Monthly Archives: October 2010

Wait, where’s my PDF?

I was recently working on a project where we needed to stream and render PDF documents from a Java servlet. Sounds easy and straight-forward, right? When initially developed, all browsers were rendering in the development environment (non-SSL). Here is the code snippet for how we were initially rendering the PDFs:

Standard Headers

  private void setHttpResponseHeaders(HttpServletRequest _request, HttpServletResponse _response, int _contentLength) {
    _response.setContentType("application/pdf");
    _response.setContentLength(_contentLength);

    _response.setHeader("Cache-Control", "no-cache");
    _response.addHeader("Cache-Control", "no-store");
    _response.addHeader("Cache-Control", "private");
    _response.addHeader("Cache-Control", "must-revalidate");
    _response.addHeader("Cache-Control", "maxage=1");

    _response.setHeader("Pragma", "no-cache");
    _response.addHeader("Pragma", "private");

    _response.setHeader("Content-Disposition", "inline; filename=form.pdf");
  }

Once we deployed to our test environment (SSL), we started to run into issues with Internet Explorer failing to render the documents. Apparently, this is a common issue. One of my co-workers originally tackled the issue by adding the “Accept-Ranges” header and the issue with IE was resolved. However, Firefox started to have issues over SSL with an error “File does not begin with %PDF-”. After much head-scratching over issues with different browsers and their behavior via SSL and non-SSL connections, the following is the final code that seems to solve the issue for most browsers:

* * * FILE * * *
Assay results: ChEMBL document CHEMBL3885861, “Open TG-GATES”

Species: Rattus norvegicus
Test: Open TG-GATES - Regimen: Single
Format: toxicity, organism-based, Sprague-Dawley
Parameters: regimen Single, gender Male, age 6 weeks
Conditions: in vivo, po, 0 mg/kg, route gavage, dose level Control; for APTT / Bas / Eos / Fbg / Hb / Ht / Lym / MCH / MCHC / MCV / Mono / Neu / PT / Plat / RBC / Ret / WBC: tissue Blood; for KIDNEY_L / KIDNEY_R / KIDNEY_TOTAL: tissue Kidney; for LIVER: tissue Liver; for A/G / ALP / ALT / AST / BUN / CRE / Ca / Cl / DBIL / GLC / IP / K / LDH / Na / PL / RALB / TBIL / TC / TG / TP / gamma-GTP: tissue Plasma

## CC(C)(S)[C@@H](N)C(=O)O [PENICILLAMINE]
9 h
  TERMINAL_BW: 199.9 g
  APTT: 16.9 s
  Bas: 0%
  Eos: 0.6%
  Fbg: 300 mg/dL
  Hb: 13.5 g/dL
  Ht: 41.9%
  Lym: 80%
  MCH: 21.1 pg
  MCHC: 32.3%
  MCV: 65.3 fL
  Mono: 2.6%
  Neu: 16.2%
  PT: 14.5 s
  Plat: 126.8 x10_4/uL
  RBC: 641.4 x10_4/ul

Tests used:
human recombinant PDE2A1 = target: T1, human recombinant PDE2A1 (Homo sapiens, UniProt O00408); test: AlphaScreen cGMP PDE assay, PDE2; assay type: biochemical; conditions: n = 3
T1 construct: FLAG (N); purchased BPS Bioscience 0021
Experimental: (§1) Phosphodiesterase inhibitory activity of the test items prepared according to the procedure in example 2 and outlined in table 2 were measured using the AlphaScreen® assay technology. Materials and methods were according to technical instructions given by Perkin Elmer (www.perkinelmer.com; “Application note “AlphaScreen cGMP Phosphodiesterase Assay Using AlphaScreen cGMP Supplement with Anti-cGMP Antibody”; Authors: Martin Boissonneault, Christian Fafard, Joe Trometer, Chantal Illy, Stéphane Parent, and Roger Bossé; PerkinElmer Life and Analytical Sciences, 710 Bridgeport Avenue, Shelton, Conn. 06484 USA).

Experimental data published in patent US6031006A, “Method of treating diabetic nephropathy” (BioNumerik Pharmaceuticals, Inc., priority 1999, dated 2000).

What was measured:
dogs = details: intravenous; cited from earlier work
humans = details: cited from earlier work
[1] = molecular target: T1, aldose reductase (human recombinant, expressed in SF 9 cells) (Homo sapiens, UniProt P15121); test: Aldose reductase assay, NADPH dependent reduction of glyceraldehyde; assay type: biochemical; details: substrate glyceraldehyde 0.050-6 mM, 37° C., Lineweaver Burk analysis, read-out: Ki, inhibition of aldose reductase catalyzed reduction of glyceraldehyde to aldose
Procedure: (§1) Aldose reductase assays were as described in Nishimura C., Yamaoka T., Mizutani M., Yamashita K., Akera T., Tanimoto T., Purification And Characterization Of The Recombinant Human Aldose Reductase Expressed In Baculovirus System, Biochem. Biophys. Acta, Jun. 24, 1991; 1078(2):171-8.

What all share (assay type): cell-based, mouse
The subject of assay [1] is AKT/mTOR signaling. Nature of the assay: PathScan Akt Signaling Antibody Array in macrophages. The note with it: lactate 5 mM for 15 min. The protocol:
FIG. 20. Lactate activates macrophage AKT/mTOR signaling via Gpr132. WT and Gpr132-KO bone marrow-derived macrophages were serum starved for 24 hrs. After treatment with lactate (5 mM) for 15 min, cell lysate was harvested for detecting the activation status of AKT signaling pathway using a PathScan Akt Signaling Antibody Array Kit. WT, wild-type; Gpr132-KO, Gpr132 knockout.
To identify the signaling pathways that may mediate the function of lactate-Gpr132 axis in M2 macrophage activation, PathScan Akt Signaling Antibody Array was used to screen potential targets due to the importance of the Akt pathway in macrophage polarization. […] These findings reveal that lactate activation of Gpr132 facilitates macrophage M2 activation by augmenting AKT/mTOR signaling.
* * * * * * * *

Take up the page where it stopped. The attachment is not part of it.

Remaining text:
Final

  private void setHttpResponseHeaders(HttpServletRequest _request, HttpServletResponse _response, int _contentLength) {
    _response.setContentType("application/pdf");
    _response.setContentLength(_contentLength);

    _response.setHeader("Cache-Control", "no-cache");
    _response.addHeader("Cache-Control", "no-store");
    _response.addHeader("Cache-Control", "private");
    _response.addHeader("Cache-Control", "must-revalidate");
    _response.addHeader("Cache-Control", "maxage=1");

    _response.setHeader("Pragma", "no-cache");
    _response.addHeader("Pragma", "private");

    // only add the "accept-ranges" header if the "user-agent" header indicates Internet Explorer
    String userAgent = _request.getHeader("User-Agent");
    if (userAgent != null && userAgent.indexOf("MSIE") > -1) {
      _response.setHeader("Accept-Ranges", "bytes");
    }

    _response.setHeader("Content-Disposition", "inline; filename=form.pdf");
  }

The following is a matrix of our findings:

Browser SSL non-SSL
Internet Explorer requires “Accept-Ranges” header standard headers
Firefox forbids “Accept-Ranges” header standard headers
Google Chrome forbids “Accept-Ranges” header standard headers
Safari PC standard headers standard headers